D.C. Appeals Court Ruling on Preschool Special Education
Schools Have Difficulty Complying with Federal Law on Disabled Children
The District of Columbia government is appealing a federal court ruling that would require the public schools to provide greater special education services to pre-kindergarten disabled children.
The issue has been divisive for local school districts nationwide as they try to comply with a law that requires them to provide services to small children who are not even enrolled in their academic programs, according to a report by The Legal Forum (www.legal-forum.net).
The U.S. District Court decision would require the city to identify more children between 3 years old and 5 years old who need special education and to evaluate how the schools could serve them.
The ruling was based on the Individuals with Disabilities Education Act, which requires public schools to offer special education to preschool-age children with social, learning or physical disabilities.
Three-to-five year olds are not required to be enrolled in school, which means schools sometimes experience difficulty locating special needs children. Nevertheless, the federal law makes the identification process known as Child Find a responsibility for states and the District of Columbia.
Children enrolled in the Child Find program are supposed to have an individualized education program prepared for them by the time they enter kindergarten. The law requires each disabled child to be evaluated within 120 days of being identified.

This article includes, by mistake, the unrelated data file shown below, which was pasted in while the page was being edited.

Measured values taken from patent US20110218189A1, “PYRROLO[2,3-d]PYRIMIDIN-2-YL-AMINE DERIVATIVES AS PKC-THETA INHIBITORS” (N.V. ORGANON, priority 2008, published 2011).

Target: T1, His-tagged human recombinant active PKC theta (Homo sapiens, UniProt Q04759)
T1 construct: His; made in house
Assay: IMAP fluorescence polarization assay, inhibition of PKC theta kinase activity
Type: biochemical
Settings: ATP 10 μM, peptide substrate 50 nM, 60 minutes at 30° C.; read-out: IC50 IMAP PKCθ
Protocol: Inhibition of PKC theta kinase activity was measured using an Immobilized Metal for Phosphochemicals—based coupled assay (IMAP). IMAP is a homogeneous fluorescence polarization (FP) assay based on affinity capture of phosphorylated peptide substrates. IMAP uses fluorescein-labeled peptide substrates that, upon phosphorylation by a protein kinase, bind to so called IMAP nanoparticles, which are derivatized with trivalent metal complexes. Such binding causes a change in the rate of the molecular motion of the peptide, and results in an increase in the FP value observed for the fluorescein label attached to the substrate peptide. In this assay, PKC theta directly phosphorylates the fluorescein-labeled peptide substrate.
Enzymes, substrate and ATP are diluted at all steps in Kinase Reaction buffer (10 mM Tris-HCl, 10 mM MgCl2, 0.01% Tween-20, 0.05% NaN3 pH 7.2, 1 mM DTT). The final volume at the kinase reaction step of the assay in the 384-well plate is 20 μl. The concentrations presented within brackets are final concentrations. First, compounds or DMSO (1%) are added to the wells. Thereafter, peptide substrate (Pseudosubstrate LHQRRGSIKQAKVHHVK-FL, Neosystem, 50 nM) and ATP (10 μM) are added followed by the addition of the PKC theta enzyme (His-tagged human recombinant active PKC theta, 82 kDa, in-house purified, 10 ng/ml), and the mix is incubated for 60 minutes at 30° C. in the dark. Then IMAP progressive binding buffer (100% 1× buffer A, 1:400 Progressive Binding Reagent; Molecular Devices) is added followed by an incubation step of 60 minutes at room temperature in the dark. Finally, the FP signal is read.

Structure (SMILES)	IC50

City officials reported to the court that they provided special education to 6.2 percent of the District’s 3-to-5 year olds in the 2014-2015 school year. The court required the city to provide special education services to 8.5 percent of D.C.’s 3-to-5 year olds.
The District’s lack of effective Child Find and transition policies is particularly troubling in light of the intense scrutiny and seemingly constant admonishment it has received over the last decade, U.S. District Court Judge Royce C. Lamberth wrote in his recent opinion.
The lawsuit, D.L. v. District of Columbia, has shifted between trial and appeals courts several times since it was filed in 2005. The rulings, including the one last month, usually have favored families and found the D.C. public schools do not comply with federal law.
Expert witnesses for the District testified that it faces more obstacles than most states in finding and evaluating preschool disabled children because of a high poverty and teen pregnancy rate. The school system’s compliance efforts so far have included hiring a developmental pediatrician to identify and evaluate children at a diagnostic center.
The District has come a long way since 2005 when this lawsuit was initiated, but it has not come far enough, Lamberth wrote. Indeed, while its progress has been in some ways impressive, the District started at such a low base that the advances it has made are insufficient to bring it into compliance with its legal obligations.
The judge threatened greater court oversight if the District does not comply with his order soon.